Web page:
QLED and OLED technologies are pretty impressive. Both models have taken visual image quality to a whole new level. Today, viewers can enjoy high-resolution images in the comfort of their homes without having to go to cinemas to enjoy an ultimate visual experience. Deciding on which to go for is quite tricky since they both offer quality. Many people may prefer OLED for its excellent performance in all the categories sampled, but QLED nicks it just a bit.
QLED Tv screens are brighter, have a much longer lifespan, and have larger screen sizes. QLED is also energy efficient and slightly cheaper than OLED Tv sets.
In terms of all-round performance, QLED nicks it, especially for gamers.
QLED vs. OLED: Which has the best picture?
To put things into proper perspective, here are things to consider before you make a final decision.
QLED Tv offers varying image quality
QLED offers buyers image variations in terms of quality. If you prefer a high-resolution screen and you can afford it, there are advanced models on sale. If you have a low budget, you can still afford to buy a QLED set with lower but equally good image quality. QLED offers buyers a lot more options.
OLED has better contrast and black level
OLED screens offer better contrast than QLED. This is because the pixels generate light on their own. Watching OLED screens in dark rooms is not a problem. The black level of the screen is also much better than that of QLED.
QLED is brighter
QLED is brighter than OLED. If you are looking for a really bright screen, this is the set to go for.
OLED has better uniformity and viewing angles
For many Tv screens, the viewing angle you take impacts the quality of images that you see. The more you move to the left or the right of the screen, the poor the image quality becomes. However, manufacturers have made giant strides in combating this problem. When rating both sets, we found out that OLED has achieved better image uniformity in this regard. When viewed from both angles, they offer the viewer a much better quality.
OLED vs. QLED: What’s best for gamers?
Gamers place a lot of emphasis on picture quality. This is because highly interactive games are a lot more fun to play when the characters are displayed on bright screens boating crystal clear images. The image quality offered by QLED makes it a gamers’ choice. I will even recommend the Samsung Q60 QLED Tv if you intend to purchase a set solely for the purpose of gaming. This 65-inch screen set offers wonderful colors and an excellent motion. It also has an inbuilt voice assistant to help you control usage.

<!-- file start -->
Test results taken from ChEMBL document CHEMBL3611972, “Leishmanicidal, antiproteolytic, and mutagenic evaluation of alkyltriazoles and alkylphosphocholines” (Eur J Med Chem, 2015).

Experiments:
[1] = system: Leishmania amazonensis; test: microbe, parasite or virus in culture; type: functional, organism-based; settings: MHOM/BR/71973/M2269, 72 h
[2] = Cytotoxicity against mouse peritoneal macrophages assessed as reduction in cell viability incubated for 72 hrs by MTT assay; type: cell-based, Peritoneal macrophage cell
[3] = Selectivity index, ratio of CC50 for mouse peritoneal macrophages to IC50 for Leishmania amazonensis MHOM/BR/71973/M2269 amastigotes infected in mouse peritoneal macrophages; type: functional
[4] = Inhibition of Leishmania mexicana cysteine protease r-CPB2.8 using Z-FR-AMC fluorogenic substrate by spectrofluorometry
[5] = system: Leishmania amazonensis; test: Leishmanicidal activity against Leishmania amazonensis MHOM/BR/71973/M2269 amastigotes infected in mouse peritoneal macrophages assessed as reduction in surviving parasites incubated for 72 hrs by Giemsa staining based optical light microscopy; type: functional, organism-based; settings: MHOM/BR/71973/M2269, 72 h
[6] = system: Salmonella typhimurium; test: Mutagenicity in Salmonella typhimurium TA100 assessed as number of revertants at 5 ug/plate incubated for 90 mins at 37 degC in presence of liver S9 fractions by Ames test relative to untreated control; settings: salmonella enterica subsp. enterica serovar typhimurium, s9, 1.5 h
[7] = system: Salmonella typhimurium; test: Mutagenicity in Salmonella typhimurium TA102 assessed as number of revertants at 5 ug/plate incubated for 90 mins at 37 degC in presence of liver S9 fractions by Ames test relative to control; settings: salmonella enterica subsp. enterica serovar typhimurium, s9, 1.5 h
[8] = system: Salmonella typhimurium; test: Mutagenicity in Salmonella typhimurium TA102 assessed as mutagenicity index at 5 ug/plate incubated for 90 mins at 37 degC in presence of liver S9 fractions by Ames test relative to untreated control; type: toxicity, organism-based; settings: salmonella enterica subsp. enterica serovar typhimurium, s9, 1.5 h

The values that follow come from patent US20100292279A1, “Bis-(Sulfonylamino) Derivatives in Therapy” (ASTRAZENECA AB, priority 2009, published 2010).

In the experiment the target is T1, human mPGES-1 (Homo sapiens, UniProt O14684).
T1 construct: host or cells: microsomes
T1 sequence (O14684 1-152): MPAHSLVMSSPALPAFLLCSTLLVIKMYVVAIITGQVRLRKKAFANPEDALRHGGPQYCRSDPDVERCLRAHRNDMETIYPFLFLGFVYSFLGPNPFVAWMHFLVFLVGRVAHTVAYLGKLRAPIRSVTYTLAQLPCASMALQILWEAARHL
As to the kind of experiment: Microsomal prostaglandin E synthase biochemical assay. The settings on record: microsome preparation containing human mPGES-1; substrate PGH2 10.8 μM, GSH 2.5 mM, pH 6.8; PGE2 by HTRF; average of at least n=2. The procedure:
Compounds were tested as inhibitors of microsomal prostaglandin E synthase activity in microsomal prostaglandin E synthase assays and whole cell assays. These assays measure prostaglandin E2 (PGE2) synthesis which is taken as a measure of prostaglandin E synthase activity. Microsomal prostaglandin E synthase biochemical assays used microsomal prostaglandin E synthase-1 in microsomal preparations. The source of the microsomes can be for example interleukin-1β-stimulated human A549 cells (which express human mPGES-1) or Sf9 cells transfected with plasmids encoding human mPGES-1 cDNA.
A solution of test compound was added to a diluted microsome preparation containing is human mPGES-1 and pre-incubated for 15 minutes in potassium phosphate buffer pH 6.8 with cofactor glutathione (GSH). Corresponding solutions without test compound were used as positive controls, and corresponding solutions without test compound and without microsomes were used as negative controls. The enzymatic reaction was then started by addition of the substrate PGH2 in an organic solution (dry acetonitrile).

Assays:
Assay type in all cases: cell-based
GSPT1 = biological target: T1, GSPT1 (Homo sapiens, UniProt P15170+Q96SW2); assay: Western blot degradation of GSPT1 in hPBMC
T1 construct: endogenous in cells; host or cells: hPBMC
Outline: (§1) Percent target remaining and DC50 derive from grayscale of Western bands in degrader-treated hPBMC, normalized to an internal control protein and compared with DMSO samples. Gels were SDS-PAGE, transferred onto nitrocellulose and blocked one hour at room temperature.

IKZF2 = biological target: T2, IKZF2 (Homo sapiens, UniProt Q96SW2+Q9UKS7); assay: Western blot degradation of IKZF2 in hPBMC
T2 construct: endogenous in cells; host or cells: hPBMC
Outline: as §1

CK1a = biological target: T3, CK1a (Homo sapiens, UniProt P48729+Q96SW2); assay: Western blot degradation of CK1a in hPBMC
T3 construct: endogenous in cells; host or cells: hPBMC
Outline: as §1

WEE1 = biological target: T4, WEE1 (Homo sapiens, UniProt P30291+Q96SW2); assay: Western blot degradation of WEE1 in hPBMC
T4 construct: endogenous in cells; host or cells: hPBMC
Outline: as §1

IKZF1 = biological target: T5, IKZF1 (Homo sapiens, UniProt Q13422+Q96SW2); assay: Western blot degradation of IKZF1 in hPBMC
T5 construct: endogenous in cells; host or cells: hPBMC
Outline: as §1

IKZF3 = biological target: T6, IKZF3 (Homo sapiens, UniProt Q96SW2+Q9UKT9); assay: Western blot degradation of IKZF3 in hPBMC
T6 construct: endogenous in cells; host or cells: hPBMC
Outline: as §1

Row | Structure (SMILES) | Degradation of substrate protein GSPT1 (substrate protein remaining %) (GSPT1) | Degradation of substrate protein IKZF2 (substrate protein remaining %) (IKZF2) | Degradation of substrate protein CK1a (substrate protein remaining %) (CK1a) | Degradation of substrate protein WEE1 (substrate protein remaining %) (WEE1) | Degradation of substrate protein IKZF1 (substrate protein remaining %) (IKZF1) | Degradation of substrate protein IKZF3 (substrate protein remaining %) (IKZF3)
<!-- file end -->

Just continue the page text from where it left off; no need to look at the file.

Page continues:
The Future of OLED vs. QLED
The battle for supremacy between both models gained precedence when LG Electronics took Samsung to court. The former claimed that Samsung wasn’t really selling a QLED Tv, thereby misinforming consumers. Although LG lost the case, Samsung was instructed to properly educate buyers by providing them with accurate information about their product.
This claim by LG is open to different interpretations, whichever you choose to believe. Despite the long-running debate, both models have become quite popular the world over. Today, LG remains the number producer of OLED television sets while Samsung leads the way. Samsung has also signed agreements with other manufacturers of QLED sets such as HiSense, Visio, TCL, amongst others. Both models are the preferable screens of many, and we can foresee a future where manufacturers may merge both technologies together to produce a world-class super-screen television.
The possibility of a hybrid QLED-OLED tv may or may not happen, but even if it doesn’t, expect manufacturers to improve their respective technologies as time goes on continually. We also expect OLED manufacturers to continually improve production efficiency so as to reduce the market price of the sets.
Deciding on the appropriate model to go for should depend on your personal preference as well as other factors. The size of the screen is also another thing to consider also. Larger screens command a much higher price than smaller screens. The image quality and color is another factor. QLED and OLED technology has come a very long way, and we expect that their manufacturers will continue to chase excellence in their bid to increase market share.